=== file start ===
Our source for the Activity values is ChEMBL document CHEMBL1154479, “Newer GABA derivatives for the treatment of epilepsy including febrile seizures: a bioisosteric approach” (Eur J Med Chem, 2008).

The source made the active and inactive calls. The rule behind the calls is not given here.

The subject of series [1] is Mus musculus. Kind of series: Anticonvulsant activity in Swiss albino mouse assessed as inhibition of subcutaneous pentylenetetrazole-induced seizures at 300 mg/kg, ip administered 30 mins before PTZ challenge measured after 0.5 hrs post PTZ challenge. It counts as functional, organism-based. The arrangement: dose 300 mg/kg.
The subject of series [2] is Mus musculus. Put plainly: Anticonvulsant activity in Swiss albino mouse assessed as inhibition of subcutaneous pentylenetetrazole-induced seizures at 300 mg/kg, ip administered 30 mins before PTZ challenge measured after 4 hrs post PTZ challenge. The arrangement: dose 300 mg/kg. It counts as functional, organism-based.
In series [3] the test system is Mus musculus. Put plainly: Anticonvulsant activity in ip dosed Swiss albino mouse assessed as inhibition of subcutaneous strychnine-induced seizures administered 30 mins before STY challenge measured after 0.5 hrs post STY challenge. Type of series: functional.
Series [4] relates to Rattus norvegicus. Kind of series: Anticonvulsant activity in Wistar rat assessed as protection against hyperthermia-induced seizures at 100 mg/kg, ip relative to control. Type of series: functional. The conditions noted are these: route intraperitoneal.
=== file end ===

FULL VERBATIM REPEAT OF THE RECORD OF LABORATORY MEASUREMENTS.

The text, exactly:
Our source for the Activity values is ChEMBL document CHEMBL1154479, “Newer GABA derivatives for the treatment of epilepsy including febrile seizures: a bioisosteric approach” (Eur J Med Chem, 2008).

The source made the active and inactive calls. The rule behind the calls is not given here.

The subject of series [1] is Mus musculus. Kind of series: Anticonvulsant activity in Swiss albino mouse assessed as inhibition of subcutaneous pentylenetetrazole-induced seizures at 300 mg/kg, ip administered 30 mins before PTZ challenge measured after 0.5 hrs post PTZ challenge. It counts as functional, organism-based. The arrangement: dose 300 mg/kg.
The subject of series [2] is Mus musculus. Put plainly: Anticonvulsant activity in Swiss albino mouse assessed as inhibition of subcutaneous pentylenetetrazole-induced seizures at 300 mg/kg, ip administered 30 mins before PTZ challenge measured after 4 hrs post PTZ challenge. The arrangement: dose 300 mg/kg. It counts as functional, organism-based.
In series [3] the test system is Mus musculus. Put plainly: Anticonvulsant activity in ip dosed Swiss albino mouse assessed as inhibition of subcutaneous strychnine-induced seizures administered 30 mins before STY challenge measured after 0.5 hrs post STY challenge. Type of series: functional.
Series [4] relates to Rattus norvegicus. Kind of series: Anticonvulsant activity in Wistar rat assessed as protection against hyperthermia-induced seizures at 100 mg/kg, ip relative to control. Type of series: functional. The conditions noted are these: route intraperitoneal.